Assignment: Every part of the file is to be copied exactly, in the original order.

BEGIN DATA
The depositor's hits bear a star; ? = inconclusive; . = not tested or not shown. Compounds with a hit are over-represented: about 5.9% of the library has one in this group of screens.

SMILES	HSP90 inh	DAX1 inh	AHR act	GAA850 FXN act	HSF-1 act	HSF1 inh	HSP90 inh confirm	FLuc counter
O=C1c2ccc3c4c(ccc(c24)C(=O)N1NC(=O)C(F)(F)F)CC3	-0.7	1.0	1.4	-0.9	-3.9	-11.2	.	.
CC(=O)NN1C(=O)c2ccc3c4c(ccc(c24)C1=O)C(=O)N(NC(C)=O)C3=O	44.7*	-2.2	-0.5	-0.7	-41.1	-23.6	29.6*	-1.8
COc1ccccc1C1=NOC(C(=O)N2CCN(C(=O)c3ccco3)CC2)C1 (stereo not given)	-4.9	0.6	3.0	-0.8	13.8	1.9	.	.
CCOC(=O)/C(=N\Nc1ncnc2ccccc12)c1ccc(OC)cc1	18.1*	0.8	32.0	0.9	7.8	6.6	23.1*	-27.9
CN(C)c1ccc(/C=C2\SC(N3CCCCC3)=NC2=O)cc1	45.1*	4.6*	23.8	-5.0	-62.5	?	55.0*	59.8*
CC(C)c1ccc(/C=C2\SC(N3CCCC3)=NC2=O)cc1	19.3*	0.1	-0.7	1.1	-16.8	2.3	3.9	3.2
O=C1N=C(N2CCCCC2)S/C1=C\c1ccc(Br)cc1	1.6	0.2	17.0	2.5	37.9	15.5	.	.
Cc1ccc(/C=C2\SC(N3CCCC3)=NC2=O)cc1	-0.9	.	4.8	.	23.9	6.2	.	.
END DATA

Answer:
The depositor's hits bear a star; ? = inconclusive; . = not tested or not shown. Compounds with a hit are over-represented: about 5.9% of the library has one in this group of screens.

SMILES	HSP90 inh	DAX1 inh	AHR act	GAA850 FXN act	HSF-1 act	HSF1 inh	HSP90 inh confirm	FLuc counter
O=C1c2ccc3c4c(ccc(c24)C(=O)N1NC(=O)C(F)(F)F)CC3	-0.7	1.0	1.4	-0.9	-3.9	-11.2	.	.
CC(=O)NN1C(=O)c2ccc3c4c(ccc(c24)C1=O)C(=O)N(NC(C)=O)C3=O	44.7*	-2.2	-0.5	-0.7	-41.1	-23.6	29.6*	-1.8
COc1ccccc1C1=NOC(C(=O)N2CCN(C(=O)c3ccco3)CC2)C1 (stereo not given)	-4.9	0.6	3.0	-0.8	13.8	1.9	.	.
CCOC(=O)/C(=N\Nc1ncnc2ccccc12)c1ccc(OC)cc1	18.1*	0.8	32.0	0.9	7.8	6.6	23.1*	-27.9
CN(C)c1ccc(/C=C2\SC(N3CCCCC3)=NC2=O)cc1	45.1*	4.6*	23.8	-5.0	-62.5	?	55.0*	59.8*
CC(C)c1ccc(/C=C2\SC(N3CCCC3)=NC2=O)cc1	19.3*	0.1	-0.7	1.1	-16.8	2.3	3.9	3.2
O=C1N=C(N2CCCCC2)S/C1=C\c1ccc(Br)cc1	1.6	0.2	17.0	2.5	37.9	15.5	.	.
Cc1ccc(/C=C2\SC(N3CCCC3)=NC2=O)cc1	-0.9	.	4.8	.	23.9	6.2	.	.